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Tuesday, 31 July, 2001, 23:16 GMT 00:16 UK
MTV's irresistible rise
MTV graphic
MTV's fresh approach to pop music changed lives
For a generation of music fans, 1 August 1981 was to be defining moment. The sound of the Buggles' cult-hit Video Killed The Radio Star pulsated out from TV screens across the US.

But not only that, the "wacky" antics and personas of the band could also be seen in glorious, absorbing colour.

Welcome to the birth of MTV, the original non-stop pop music video channel.

The Who
The Who were among the first to appear on MTV

Its launch marked a new era in the promotion, consumption and power of pop music among the record-buying young, and coined the expression the "MTV generation".

Since its launch, MTV has spread into 342 million homes, branched out from pop and become a multi-million dollar enterprise, owned by Viacom.

However, as August dawned two decades ago, the New Jersey cable outlet, begun by Warner Communications and American Express, had fewer than one million viewers.

Word spread among its target 12-24 year-olds about the star guests and cutting edge style of the channel.

Within a few months, viewership had grown to more than two million. Two years on, the expansion of cable TV took MTV into more than 10 million homes.


Until MTV, music TV had consisted mainly of the odd, bland appearance of bands on entertainment shows. And the power of multi-channel radio in the US had never been seriously challenged.

But MTV's personal and "on-demand" approach to music wooed the young and, as a result, the industry movers and shakers as well.

Michael Jackson's Thriller video
Michael Jackson's Thriller video was a ground-breaking piece

In 20 years, there have been numerous landmark events in MTV's history. But all symbolise the channel's irresistible rise and influence.

A year later and New Romantic star Adam Ant became the station's first VJ, or video jockey, between clips.

These high-profile guests highlighted the growing awareness of the music industry of the channel's influence on sales.

Even in those early days, hit UK band Dire Straits was singing about the MTV phenomenon in Money For Nothing.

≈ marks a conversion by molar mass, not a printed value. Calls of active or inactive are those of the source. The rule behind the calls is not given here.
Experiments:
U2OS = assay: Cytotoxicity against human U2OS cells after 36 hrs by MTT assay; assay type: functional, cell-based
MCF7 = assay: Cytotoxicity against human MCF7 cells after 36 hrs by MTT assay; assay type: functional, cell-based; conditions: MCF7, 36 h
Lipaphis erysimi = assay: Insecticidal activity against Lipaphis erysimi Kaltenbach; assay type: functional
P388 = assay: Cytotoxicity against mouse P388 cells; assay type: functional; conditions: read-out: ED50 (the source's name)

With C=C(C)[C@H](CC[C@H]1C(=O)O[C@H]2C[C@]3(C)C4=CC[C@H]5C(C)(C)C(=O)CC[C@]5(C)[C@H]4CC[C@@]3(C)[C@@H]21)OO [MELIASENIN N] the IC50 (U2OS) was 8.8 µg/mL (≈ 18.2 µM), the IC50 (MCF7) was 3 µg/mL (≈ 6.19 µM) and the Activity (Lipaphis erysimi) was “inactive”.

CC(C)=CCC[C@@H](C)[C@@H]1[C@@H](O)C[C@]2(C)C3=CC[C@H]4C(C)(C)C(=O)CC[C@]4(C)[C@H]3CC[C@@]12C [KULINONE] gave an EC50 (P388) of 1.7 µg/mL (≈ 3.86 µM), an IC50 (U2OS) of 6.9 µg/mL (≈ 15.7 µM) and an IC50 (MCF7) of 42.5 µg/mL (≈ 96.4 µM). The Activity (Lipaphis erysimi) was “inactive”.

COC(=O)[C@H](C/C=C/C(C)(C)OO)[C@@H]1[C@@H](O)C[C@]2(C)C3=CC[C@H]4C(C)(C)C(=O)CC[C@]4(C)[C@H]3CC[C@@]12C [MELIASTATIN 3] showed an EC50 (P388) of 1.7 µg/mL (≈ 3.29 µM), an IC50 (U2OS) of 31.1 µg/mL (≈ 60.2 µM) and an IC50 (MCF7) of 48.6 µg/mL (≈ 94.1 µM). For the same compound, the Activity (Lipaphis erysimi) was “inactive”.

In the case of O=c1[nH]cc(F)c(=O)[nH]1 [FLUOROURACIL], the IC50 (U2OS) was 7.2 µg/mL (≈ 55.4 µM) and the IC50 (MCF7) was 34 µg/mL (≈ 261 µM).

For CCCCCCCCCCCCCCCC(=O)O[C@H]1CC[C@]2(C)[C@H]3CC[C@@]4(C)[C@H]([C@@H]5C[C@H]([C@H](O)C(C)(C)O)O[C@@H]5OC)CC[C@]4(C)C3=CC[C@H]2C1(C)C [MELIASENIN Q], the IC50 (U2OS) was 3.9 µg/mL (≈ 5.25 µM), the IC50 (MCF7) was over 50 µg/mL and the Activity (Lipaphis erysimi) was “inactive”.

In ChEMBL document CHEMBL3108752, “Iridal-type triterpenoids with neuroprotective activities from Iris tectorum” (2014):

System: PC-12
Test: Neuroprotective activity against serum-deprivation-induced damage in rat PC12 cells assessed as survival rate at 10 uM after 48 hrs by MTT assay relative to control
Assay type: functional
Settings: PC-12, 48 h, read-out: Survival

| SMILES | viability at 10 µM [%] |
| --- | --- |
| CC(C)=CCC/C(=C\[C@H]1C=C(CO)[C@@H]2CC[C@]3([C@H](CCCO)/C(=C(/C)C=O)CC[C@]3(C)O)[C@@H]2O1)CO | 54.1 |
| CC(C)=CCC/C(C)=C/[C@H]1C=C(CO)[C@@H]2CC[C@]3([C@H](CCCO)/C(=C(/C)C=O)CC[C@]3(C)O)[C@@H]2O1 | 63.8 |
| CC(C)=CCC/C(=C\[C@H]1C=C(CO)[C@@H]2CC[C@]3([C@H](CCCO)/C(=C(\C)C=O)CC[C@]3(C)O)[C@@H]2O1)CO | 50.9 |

At its start, most of the artists on MTV were white, which became a point of contention. In 1983, the issue was confronted head-on by Michael Jackson and his 14-minute video for Thriller.

Though Michael Landis' epic was to become MTV's most requested clip, the channel initially refused to air it.

"They said it was too long. So, Jackson threatened to cause a boycott of the channel by his label Epic, which handled many of the industry's major acts," says Simon Warner, pop music lecturer at Leeds University.


It also led to Jackson's Thriller album selling more than 800,000 copies a week. The MTV effect on sales did not go unnoticed and was to be capitalised on from then on.

"Music fans began to expect songs to have images - glossy ones too - otherwise they would not succeed," said Mr Warner.

Madonna knew how to appeal to the video generation

"So record companies had to start adding at least 50,000 to an artist's marketing budget to make that essential video," he added.

In the early 80s, it was the British New Romantics, such as Adam and the Ants and Duran Duran, who benefited most from MTV.

Many had been producing music videos for a number of years - a legacy of their art college backgrounds.

But, along with Jackson, US artists were soon to catch on. Madonna can be held-up as one of the greatest MTV success stories.

From Holiday through to MTV's first screening of her controversial Like A Prayer video, Madonna was a video creation as much as a singing star.

And in latter years, Britney Spears, Eminem and the Spice Girls have become global superstars through the constant airing of their videos.


By the end of the 80s, MTV and the pop industry had a mutually dependent relationship.

The creation of the now coveted annual MTV Video Music Awards in 1984 fuelled the fire. Memorable winners include Peter Gabriel's Sledgehammer and Losing My Religion by REM.

Live Aid
Live Aid: One of MTV's first politically-driven broadcasts

In 1985, it broadcast the whole of the Live Aid concert - for famine relief in Ethiopia.

In 1989 it went political, broadcasting live from behind the iron curtain. And in 1992, it carried coverage of the US Presidential election - to encourage the young to vote.

The launch of MTV Europe in 1987 added more than 1.6 million households to MTV's subscription list.

In 1992, its fly-on-the-wall series Real World created "reality TV" - nine years before Big Brother.

It also brought us the inimitable Beavis and Butt-head and Celebrity Deathmatch animations.


And the growth continues. MTV was the first music channel to launch on the web in 1996.

A year later, it launched MTV UK and Ireland and it has grown into a business and brand in its own right called MTV Networks.

Britney Spears
Britney Spears: One of MTV's latest stars

MTV Networks encompasses spin-offs and digital channels such as MTV2, MTV Dance and MTV Base.

In 2000, it made revenues of $3.04bn. But with the growth of digital cable and more channels, MTV could face a tough challenge.

Rival German station Viva is already a competitor in five European countries. AOL Time Warner is discussing launching its a rival music channel.

But MTV, which describes itself as the biggest youth broadcaster in the world, remains jovial. Plans for further expansion have been mooted.

And with analysts forecasting a 10% increase in its cash flow this year, the immediate future looks bright.

The BBC's Joe Episcopo
"MTV's cultural impact has been huge"
The NME's Andre Paine
"There are certain scenes that thrive without the support of MTV"
See also:

05 Jul 01 | TV and Radio
MTV aims for Big Breakfast slot
03 Jun 01 | Film
In pictures: MTV Movie Awards
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